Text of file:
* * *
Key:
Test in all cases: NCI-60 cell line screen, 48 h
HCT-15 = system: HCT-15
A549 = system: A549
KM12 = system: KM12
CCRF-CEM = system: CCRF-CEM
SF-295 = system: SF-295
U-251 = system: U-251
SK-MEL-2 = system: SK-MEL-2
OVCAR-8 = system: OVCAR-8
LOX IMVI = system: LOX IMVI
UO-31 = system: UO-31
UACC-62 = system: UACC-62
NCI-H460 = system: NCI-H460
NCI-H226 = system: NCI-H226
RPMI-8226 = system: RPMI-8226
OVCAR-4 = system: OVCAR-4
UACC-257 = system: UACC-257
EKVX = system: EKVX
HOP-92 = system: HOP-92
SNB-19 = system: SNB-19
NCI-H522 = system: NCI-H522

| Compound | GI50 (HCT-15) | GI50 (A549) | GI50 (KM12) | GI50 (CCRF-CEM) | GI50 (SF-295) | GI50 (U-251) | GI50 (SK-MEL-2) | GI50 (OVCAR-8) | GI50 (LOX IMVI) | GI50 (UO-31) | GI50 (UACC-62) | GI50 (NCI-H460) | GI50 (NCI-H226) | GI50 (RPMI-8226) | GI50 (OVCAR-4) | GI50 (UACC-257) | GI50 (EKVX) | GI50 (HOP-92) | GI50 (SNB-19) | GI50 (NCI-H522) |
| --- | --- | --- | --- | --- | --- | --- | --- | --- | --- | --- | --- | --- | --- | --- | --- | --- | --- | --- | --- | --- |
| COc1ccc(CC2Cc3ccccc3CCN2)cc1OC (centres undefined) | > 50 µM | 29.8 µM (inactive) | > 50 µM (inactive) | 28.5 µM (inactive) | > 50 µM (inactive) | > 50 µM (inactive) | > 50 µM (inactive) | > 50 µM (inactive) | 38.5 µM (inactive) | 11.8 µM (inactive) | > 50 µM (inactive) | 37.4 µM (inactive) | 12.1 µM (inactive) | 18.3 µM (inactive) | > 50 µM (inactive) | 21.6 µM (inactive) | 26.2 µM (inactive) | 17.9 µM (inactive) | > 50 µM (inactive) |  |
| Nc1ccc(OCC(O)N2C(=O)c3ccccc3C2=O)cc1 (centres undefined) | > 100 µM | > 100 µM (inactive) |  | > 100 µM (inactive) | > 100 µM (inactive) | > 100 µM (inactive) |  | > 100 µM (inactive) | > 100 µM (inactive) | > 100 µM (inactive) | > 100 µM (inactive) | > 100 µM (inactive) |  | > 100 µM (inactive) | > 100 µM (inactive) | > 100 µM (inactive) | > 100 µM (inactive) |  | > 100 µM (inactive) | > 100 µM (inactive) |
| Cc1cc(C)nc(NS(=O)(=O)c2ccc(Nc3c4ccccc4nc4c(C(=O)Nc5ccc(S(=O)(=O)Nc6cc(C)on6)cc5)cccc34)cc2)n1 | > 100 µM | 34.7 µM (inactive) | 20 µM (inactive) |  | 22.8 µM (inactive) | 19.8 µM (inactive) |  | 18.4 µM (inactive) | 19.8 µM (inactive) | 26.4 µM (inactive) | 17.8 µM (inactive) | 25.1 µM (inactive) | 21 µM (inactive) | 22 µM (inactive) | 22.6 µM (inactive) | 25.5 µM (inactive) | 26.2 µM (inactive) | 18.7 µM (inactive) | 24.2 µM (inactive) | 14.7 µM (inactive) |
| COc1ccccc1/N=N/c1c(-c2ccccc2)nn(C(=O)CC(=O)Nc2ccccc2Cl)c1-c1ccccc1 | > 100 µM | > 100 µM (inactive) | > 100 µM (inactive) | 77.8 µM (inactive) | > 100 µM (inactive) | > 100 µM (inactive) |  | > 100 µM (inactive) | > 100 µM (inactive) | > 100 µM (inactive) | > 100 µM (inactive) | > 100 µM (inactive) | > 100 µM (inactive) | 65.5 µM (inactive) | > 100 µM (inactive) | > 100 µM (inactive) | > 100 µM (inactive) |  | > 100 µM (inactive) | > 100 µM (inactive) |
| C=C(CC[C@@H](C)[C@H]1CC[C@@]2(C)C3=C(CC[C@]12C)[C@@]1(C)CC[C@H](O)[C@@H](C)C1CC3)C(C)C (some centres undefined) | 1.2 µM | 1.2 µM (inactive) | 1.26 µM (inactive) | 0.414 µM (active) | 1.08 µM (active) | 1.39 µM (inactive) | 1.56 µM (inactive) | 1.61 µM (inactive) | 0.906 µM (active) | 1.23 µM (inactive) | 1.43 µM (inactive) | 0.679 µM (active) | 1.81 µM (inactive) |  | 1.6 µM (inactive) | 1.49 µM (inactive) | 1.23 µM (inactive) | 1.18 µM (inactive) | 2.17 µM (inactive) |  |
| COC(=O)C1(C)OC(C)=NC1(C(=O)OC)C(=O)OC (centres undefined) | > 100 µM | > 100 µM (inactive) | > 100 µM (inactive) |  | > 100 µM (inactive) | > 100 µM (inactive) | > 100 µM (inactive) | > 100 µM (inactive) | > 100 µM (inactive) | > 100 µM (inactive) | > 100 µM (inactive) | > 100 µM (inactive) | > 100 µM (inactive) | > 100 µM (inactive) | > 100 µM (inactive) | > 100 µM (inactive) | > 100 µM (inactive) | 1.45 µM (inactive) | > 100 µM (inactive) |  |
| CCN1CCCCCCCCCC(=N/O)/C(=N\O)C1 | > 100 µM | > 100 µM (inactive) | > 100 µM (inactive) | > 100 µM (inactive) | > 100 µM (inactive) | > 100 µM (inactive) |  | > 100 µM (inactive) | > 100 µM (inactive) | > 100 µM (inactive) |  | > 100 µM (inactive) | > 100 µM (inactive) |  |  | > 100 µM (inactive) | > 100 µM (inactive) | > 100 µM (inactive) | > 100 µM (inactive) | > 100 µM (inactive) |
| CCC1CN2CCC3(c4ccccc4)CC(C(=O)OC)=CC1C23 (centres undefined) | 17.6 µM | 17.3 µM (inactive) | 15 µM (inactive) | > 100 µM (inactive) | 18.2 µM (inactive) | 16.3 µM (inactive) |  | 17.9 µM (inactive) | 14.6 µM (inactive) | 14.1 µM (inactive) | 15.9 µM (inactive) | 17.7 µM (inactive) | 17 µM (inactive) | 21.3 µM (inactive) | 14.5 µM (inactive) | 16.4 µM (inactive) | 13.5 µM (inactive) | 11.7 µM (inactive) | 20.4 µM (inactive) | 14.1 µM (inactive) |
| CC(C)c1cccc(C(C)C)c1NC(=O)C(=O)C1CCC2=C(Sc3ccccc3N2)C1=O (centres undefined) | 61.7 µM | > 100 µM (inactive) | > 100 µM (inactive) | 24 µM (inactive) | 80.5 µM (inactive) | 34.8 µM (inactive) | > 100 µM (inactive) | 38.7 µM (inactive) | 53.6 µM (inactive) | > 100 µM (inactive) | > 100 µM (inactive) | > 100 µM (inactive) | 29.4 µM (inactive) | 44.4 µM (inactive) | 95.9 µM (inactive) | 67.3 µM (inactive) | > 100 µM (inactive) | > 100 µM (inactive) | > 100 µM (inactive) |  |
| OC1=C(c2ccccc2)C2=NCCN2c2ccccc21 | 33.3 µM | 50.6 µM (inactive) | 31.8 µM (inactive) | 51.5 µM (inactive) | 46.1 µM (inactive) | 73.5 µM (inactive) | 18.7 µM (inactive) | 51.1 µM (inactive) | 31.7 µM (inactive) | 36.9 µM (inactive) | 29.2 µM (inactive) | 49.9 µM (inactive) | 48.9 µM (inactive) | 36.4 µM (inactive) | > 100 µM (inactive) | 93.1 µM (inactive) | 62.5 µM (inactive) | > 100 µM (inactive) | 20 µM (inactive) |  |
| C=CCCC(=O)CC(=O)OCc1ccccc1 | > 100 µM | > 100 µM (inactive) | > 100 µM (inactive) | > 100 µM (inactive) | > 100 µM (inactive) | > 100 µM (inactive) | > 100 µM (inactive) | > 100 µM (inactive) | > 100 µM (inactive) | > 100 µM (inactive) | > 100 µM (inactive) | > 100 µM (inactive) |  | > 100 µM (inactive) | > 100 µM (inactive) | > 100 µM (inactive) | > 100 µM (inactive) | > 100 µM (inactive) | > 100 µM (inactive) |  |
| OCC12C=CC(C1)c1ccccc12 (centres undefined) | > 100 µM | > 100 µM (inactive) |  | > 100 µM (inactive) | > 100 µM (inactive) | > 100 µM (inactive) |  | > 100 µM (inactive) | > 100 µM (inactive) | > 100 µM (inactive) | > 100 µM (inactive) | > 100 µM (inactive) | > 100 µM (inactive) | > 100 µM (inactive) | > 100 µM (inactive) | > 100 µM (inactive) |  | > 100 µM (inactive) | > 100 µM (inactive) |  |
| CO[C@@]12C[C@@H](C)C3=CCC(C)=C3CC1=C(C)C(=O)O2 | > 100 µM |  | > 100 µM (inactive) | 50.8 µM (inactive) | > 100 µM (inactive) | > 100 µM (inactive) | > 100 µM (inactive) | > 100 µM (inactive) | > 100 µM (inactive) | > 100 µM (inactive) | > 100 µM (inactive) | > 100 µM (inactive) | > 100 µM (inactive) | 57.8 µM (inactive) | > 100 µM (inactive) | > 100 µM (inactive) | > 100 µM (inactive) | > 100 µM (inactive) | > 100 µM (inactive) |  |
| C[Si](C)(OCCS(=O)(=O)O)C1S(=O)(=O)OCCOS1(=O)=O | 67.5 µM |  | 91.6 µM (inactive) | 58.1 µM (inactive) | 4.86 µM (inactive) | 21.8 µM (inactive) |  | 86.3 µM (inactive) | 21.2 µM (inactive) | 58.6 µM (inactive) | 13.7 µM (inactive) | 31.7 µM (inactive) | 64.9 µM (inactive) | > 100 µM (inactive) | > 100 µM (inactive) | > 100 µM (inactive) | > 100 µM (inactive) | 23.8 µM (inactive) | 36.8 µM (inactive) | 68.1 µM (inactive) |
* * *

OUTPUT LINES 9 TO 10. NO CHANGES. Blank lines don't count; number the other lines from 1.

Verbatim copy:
SK-MEL-2 = system: SK-MEL-2
OVCAR-8 = system: OVCAR-8